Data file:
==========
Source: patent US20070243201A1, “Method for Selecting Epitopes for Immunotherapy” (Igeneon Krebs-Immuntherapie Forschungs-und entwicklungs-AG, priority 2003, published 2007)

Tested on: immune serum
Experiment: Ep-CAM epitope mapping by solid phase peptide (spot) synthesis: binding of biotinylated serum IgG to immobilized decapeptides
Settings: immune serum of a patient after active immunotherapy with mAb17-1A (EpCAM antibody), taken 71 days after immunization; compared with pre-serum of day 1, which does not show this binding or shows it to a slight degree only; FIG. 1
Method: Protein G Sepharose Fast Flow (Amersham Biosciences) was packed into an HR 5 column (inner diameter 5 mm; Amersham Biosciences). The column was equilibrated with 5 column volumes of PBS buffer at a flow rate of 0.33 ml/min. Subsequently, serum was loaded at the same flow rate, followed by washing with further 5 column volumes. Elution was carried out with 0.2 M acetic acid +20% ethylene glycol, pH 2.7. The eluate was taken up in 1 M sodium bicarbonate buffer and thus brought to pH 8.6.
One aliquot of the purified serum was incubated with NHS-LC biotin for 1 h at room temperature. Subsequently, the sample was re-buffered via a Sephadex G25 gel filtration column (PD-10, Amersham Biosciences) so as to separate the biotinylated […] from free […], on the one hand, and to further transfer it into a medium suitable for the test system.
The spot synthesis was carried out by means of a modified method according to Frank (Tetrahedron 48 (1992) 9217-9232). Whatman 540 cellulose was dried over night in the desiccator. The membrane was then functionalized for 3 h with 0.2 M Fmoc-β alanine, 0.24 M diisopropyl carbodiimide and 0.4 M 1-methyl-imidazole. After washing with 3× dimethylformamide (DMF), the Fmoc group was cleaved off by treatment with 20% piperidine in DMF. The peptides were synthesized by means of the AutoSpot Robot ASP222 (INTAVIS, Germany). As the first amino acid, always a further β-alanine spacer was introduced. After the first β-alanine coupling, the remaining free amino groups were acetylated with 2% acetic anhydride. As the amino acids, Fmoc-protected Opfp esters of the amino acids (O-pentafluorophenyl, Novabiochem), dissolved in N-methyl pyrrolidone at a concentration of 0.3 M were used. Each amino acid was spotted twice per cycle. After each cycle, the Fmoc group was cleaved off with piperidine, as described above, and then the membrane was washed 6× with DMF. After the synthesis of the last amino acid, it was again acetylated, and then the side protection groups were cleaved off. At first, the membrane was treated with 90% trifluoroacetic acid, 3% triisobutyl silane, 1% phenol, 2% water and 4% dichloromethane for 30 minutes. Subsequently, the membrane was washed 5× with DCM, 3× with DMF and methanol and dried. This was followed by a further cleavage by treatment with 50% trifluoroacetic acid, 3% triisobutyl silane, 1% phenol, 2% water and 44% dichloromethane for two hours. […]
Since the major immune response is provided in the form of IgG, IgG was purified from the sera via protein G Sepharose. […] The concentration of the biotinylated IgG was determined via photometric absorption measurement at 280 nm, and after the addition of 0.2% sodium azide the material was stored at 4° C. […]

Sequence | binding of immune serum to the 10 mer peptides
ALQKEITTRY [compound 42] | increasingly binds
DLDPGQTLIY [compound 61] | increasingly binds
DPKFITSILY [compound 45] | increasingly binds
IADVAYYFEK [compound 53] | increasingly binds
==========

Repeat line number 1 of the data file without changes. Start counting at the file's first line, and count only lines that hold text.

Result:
Source: patent US20070243201A1, “Method for Selecting Epitopes for Immunotherapy” (Igeneon Krebs-Immuntherapie Forschungs-und entwicklungs-AG, priority 2003, published 2007)